You may notice I’m giving you lots of approximations. Unless you’re baking, cooking is as much art as science. Taste. Look. Smell. Use your judgement. I trust you. Add as much demi glace as you think you need for a flavorful broth.
Demi glace can be purchased at most grocery stores and is, essentially, reduced stock. You can use chicken, veal, or beef to equally delicious effect. I like the “More than Gourmet” brand.
Let the demi glace melt into the liquid and stir gently to incorporate everything together. Also add 2 TSP fresh thyme and 8 whole peppercorns. Bring the whole mixture to a boil and then reduce to a gentle simmer. Let the soup cook for at least 30 minutes to allow the flavors to marry together. Season to taste with more salt. You’ll probably need at least 2-3 TSP, if not more. Don’t be shy. Salt enhances the flavors of the other ingredients. Sort of like magic. A splash of balsamic vinegar can also be used to bring out a little more sweet, tart flavor in the broth. Acids, like vinegar, are often an important addition near the end of cooking a savory dish. Add at your discretion.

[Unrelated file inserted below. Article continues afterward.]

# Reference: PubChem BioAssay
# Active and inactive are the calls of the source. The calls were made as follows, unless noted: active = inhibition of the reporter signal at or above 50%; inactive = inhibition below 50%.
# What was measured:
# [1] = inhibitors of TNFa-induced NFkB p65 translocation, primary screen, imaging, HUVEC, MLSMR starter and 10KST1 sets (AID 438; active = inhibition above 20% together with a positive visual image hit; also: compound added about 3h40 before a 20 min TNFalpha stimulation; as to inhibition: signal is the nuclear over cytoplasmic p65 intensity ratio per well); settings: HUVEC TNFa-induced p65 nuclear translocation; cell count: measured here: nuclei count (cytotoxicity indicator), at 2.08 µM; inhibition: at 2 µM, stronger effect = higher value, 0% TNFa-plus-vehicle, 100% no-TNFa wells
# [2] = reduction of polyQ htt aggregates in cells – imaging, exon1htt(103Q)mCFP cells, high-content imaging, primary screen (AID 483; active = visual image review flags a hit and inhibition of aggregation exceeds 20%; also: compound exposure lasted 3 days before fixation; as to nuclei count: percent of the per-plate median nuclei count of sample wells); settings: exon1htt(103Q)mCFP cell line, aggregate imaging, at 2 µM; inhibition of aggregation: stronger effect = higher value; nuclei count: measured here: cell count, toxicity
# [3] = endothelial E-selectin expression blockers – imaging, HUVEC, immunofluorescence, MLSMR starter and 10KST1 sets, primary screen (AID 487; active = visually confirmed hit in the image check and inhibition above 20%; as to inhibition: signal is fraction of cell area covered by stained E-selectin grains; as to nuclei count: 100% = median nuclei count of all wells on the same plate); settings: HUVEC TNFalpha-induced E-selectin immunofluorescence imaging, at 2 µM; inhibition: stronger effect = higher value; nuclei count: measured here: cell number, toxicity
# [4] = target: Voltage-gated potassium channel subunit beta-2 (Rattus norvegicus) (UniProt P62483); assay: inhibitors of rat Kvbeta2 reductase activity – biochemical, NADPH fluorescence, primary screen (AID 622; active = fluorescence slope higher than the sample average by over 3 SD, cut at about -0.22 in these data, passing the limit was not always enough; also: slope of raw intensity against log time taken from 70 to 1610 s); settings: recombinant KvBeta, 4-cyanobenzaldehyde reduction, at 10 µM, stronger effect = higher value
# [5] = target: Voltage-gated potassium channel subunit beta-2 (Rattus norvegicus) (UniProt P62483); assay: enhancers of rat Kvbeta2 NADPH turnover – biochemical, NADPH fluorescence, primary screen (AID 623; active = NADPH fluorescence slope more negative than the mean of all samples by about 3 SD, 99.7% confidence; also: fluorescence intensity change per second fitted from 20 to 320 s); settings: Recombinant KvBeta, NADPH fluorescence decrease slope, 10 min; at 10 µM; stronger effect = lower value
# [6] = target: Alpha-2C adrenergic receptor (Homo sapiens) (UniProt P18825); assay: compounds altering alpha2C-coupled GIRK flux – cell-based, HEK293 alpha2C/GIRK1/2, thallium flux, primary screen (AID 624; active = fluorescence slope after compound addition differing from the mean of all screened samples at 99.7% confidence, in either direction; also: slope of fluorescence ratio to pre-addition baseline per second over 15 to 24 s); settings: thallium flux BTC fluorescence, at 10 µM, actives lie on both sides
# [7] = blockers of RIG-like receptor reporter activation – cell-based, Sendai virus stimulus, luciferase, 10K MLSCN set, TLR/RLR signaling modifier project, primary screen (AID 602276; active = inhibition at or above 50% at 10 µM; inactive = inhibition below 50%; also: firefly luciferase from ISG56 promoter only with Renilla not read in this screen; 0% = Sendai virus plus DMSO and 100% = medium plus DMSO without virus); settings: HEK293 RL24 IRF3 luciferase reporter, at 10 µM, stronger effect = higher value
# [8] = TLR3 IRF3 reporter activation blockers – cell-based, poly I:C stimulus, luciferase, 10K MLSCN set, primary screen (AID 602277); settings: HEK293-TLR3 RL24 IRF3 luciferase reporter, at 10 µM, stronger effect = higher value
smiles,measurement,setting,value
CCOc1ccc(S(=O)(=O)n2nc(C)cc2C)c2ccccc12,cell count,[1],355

Remove the soup from the heat and let sit in the skillet until cool. As awesome as this soup is when freshly made, it’s actually even better if you can wait a day. If you have this sort of restraint, go ahead and put the soup in the fridge and chill it overnight. If not, proceed immediately to Step 4…
Step 4: Prepare croutons and slice your cheese. For the croutons, start with a French baguette. In this case, day old is better than fresh. Slice it into 3/4 inch rounds and dip each round in olive oil (both sides). Sprinkle the rounds with salt. Put them on a cookie sheet and broil them until they are a light golden brown on both sides. Watch these babies carefully, as it’s easy to forget about them and end up with charcoal and a screaming fire alarm 🙂